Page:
Title: A de novo mutation in the β-tubulin gene TUBB4A results in the leukoencephalopathy hypomyelination with atrophy of the basal ganglia and cerebellum
Authors: Simons, Cas ×
Wolf, Nicole I
McNeil, Nathan
Caldovic, Ljubica
Devaney, Joseph M
Takanohashi, Asako
Crawford, Joanna
Ru, Kelin
Grimmond, Sean M
Miller, David
Tonduti, Davide
Schmidt, Johanna L
Chudnow, Robert S
van Coster, Rudy
Lagae, Lieven
Kisler, Jill
Sperner, Jürgen
van der Knaap, Marjo S
Schiffmann, Raphael
Taft, Ryan J
Vanderver, Adeline #
Issue Date: May-2013
Publisher: American Society of Human Genetics
Series Title: American Journal of Human Genetics vol:92 issue:5 pages:767-73
Article number: 10.1016/j.ajhg.2013.03.018
Abstract: Hypomyelination with atrophy of the basal ganglia and cerebellum (H-ABC) is a rare hereditary leukoencephalopathy that was originally identified by MRI pattern analysis, and it has thus far defied all attempts at identifying the causal mutation. Only 22 cases are published in the literature to date. We performed exome sequencing on five family trios, two family quartets, and three single probands, which revealed that all eleven H-ABC-diagnosed individuals carry the same de novo single-nucleotide TUBB4A mutation resulting in nonsynonymous change p.Asp249Asn. Detailed investigation of one of the family quartets with the singular finding of an H-ABC-affected sibling pair revealed maternal mosaicism for the mutation, suggesting that rare de novo mutations that are initially phenotypically neutral in a mosaic individual can be disease causing in the subsequent generation. Modeling of TUBB4A shows that the mutation creates a nonsynonymous change at a highly conserved asparagine that sits at the intradimer interface of α-tubulin and β-tubulin, and this change might affect tubulin dimerization, microtubule polymerization, or microtubule stability. Consistent with H-ABC's clinical presentation, TUBB4A is highly expressed in neurons, and a recent report has shown that an N-terminal alteration is associated with a heritable dystonia. Together, these data demonstrate that a single de novo mutation in TUBB4A results in H-ABC.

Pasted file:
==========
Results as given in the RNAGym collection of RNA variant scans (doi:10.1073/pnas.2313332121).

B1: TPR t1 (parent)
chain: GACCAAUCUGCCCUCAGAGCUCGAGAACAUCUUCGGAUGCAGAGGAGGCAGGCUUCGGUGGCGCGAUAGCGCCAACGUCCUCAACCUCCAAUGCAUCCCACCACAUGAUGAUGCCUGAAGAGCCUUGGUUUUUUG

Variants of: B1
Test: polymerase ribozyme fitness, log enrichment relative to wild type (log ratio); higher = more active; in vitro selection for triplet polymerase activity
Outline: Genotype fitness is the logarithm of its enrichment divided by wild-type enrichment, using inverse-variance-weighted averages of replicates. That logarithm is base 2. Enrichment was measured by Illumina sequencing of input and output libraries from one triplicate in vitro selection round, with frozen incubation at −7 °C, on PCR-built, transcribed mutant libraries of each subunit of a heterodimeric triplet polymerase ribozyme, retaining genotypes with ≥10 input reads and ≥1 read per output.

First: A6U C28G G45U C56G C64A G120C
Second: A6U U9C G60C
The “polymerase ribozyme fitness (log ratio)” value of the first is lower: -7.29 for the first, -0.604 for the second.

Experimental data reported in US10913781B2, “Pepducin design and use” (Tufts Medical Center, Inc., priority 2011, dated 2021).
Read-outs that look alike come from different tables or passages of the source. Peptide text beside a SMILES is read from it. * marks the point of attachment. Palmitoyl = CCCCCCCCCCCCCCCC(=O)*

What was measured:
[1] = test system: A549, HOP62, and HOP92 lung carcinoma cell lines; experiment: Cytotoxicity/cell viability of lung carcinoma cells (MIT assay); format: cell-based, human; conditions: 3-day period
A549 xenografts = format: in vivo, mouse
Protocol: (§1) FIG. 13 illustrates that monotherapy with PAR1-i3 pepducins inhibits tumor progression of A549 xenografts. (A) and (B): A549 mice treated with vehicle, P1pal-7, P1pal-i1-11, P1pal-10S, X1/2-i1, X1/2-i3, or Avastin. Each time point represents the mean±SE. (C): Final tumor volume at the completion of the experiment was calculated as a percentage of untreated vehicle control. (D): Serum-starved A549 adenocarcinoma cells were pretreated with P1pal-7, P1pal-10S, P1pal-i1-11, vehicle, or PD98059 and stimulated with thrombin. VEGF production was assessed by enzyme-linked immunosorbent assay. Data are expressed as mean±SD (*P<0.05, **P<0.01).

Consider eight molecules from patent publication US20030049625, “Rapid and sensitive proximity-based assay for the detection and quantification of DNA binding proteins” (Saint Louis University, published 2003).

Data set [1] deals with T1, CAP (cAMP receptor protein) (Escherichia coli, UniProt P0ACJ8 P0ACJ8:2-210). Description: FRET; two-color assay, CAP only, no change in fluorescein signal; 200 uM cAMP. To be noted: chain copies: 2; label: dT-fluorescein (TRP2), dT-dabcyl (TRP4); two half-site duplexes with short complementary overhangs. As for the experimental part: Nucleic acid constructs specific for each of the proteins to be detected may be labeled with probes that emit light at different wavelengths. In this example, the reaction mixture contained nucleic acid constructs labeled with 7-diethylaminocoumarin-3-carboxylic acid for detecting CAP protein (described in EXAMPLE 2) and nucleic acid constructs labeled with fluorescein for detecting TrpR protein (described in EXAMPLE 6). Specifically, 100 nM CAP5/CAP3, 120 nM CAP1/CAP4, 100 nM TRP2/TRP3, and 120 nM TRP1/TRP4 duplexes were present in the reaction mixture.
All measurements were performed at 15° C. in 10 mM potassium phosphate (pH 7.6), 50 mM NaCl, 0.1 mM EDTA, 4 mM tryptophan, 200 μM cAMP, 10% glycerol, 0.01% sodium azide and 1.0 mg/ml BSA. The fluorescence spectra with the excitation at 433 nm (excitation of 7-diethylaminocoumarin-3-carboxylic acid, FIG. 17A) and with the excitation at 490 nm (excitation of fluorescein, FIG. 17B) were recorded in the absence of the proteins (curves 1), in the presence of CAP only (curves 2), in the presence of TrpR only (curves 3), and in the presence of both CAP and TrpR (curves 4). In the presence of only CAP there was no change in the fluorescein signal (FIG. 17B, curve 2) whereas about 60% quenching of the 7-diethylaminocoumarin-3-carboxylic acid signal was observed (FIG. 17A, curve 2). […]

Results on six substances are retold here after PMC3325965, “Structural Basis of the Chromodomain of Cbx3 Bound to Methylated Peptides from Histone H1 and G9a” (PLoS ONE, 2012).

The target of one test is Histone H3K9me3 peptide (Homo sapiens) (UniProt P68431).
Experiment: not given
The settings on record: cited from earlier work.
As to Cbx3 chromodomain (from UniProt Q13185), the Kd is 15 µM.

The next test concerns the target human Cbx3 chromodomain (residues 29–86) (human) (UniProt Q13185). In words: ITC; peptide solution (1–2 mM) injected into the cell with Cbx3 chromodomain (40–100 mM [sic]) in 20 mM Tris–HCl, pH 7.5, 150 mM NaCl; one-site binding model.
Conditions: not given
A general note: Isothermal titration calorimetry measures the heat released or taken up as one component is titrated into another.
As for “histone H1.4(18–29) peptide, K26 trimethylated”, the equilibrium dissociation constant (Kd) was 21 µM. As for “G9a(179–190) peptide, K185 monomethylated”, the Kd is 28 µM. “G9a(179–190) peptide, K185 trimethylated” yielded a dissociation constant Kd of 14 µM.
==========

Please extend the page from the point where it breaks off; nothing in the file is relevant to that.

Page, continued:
ISSN: 0002-9297
Publication status: published
KU Leuven publication type: IT
Appears in Collections:Brain & Metabolism Section (-)
× corresponding author
# (joint) last author

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